Presentation on theme: "Labor Working long hours in factories with low pay and with often very unsafe and unsanitary conditions eventually led workers to organize unions. "— Presentation transcript:
Labor Working long hours in factories with low pay and with often very unsafe and unsanitary conditions eventually led workers to organize unions. A union is a group of workers who come together and want better conditions, higher pay, and better hours. The most common way they protest against their working environment is to go on strike—in which the workers refuse to work—and the way they negotiate and stay together is called collective bargaining
Labor Unions Knights of Labor the largest and one of the most important American labor organizations of the 1880s. Its most important leader was Terence V. Powderly. The Knights promoted the social and cultural uplift of the workingman Demanded the 8 hour work day Powderly
Labor Unions American Federation of Labor founded in Columbus, Ohio in May 1886 by an alliance of craft unions disaffected from the Knights of Labor, Samuel Gompers vigorously opposed unrestricted immigration from Europe for moral, cultural, and racial reasons. Gompers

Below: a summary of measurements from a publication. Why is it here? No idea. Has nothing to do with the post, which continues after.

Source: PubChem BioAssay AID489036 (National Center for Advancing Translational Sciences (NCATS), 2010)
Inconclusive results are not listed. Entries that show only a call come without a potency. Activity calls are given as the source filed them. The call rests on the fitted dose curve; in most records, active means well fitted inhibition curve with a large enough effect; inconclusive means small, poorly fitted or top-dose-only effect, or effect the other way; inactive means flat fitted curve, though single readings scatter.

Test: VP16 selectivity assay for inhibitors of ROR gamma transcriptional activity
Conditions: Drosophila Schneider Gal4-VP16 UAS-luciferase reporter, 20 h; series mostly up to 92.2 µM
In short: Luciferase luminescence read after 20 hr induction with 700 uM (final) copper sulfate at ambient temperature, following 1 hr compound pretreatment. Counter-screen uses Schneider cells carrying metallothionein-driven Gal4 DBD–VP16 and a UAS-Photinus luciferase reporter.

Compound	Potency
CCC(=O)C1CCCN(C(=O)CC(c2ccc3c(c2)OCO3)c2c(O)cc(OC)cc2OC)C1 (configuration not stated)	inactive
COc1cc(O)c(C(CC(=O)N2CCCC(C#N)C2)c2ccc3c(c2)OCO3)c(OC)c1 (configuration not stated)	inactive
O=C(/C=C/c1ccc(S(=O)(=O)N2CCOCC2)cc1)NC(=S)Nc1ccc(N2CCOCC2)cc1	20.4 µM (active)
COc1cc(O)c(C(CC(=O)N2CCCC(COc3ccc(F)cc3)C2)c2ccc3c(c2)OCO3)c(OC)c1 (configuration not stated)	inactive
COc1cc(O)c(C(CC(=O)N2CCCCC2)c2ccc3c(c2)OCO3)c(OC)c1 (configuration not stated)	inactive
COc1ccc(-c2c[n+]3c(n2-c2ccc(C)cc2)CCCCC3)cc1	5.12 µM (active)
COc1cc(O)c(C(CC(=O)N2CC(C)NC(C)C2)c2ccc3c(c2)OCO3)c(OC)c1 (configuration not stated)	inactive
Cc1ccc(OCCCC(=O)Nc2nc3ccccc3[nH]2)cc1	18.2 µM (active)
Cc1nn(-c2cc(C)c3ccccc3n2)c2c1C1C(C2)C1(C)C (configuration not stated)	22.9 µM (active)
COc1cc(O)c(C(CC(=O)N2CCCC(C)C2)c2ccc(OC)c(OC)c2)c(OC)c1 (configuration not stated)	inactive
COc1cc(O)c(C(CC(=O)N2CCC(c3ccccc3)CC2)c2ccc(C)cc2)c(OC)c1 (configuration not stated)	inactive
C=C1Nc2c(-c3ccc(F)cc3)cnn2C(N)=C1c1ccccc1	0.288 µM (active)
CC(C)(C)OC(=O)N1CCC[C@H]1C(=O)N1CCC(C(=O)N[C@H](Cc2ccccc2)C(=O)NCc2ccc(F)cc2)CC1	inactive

Strikes Industry and government saw strikes as a threat to the capitalist system. When workers went on strike, the strikes could often turn violent and the government almost always backed business, sending in federal troops to end the strikes or courts issuing injunctions to stop them
Strikes Haymarket Strike: May 4, 1886, Chicago. People gathered to protest police brutality in an earlier protest. A bomb goes off killing several policemen and several people in the crowd were shot and killed. Homestead Strike: 1892, Workers strike against wage cuts at the Carnegie Steel Company in Homestead, PA. The strike turns violent and lasted for months but was eventually called off by the union.
Strikes Pullman Company Strike: 1894, the Pullman Railroad Car Company laid off workers and cut salaries without lowering the cost of company housing American Railway Union (ARU) leader Eugene V. Debbs wanted arbitration (union and company owner negotiate) by Pullman refused. ARU called for a boycott of all Pullman rail cars, but President Cleveland sent in federal troops to stop the strike